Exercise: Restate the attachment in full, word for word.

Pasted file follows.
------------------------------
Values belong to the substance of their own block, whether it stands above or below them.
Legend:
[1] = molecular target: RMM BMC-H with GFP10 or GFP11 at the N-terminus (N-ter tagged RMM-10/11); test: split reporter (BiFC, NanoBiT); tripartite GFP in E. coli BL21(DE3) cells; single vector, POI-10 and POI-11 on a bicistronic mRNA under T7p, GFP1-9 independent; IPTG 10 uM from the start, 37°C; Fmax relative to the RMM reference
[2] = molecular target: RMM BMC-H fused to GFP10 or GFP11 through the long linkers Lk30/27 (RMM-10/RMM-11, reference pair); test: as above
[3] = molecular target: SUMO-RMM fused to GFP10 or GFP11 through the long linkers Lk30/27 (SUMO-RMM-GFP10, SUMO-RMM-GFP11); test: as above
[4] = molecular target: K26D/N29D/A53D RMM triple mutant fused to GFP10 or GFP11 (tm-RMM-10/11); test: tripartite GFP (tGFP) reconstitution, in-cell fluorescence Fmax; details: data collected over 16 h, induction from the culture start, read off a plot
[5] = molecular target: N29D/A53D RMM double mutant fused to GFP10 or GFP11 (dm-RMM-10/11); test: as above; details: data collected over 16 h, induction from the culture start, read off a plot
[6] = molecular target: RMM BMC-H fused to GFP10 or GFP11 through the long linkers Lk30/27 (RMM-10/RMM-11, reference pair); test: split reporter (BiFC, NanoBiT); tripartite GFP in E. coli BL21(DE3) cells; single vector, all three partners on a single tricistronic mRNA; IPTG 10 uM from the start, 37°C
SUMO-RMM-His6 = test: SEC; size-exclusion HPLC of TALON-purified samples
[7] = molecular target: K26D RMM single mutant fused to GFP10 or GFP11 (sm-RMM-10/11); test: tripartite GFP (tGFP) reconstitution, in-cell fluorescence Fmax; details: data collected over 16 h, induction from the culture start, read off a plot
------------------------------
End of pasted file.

Values belong to the substance of their own block, whether it stands above or below them.
Legend:
[1] = molecular target: RMM BMC-H with GFP10 or GFP11 at the N-terminus (N-ter tagged RMM-10/11); test: split reporter (BiFC, NanoBiT); tripartite GFP in E. coli BL21(DE3) cells; single vector, POI-10 and POI-11 on a bicistronic mRNA under T7p, GFP1-9 independent; IPTG 10 uM from the start, 37°C; Fmax relative to the RMM reference
[2] = molecular target: RMM BMC-H fused to GFP10 or GFP11 through the long linkers Lk30/27 (RMM-10/RMM-11, reference pair); test: as above
[3] = molecular target: SUMO-RMM fused to GFP10 or GFP11 through the long linkers Lk30/27 (SUMO-RMM-GFP10, SUMO-RMM-GFP11); test: as above
[4] = molecular target: K26D/N29D/A53D RMM triple mutant fused to GFP10 or GFP11 (tm-RMM-10/11); test: tripartite GFP (tGFP) reconstitution, in-cell fluorescence Fmax; details: data collected over 16 h, induction from the culture start, read off a plot
[5] = molecular target: N29D/A53D RMM double mutant fused to GFP10 or GFP11 (dm-RMM-10/11); test: as above; details: data collected over 16 h, induction from the culture start, read off a plot
[6] = molecular target: RMM BMC-H fused to GFP10 or GFP11 through the long linkers Lk30/27 (RMM-10/RMM-11, reference pair); test: split reporter (BiFC, NanoBiT); tripartite GFP in E. coli BL21(DE3) cells; single vector, all three partners on a single tricistronic mRNA; IPTG 10 uM from the start, 37°C
SUMO-RMM-His6 = test: SEC; size-exclusion HPLC of TALON-purified samples
[7] = molecular target: K26D RMM single mutant fused to GFP10 or GFP11 (sm-RMM-10/11); test: tripartite GFP (tGFP) reconstitution, in-cell fluorescence Fmax; details: data collected over 16 h, induction from the culture start, read off a plot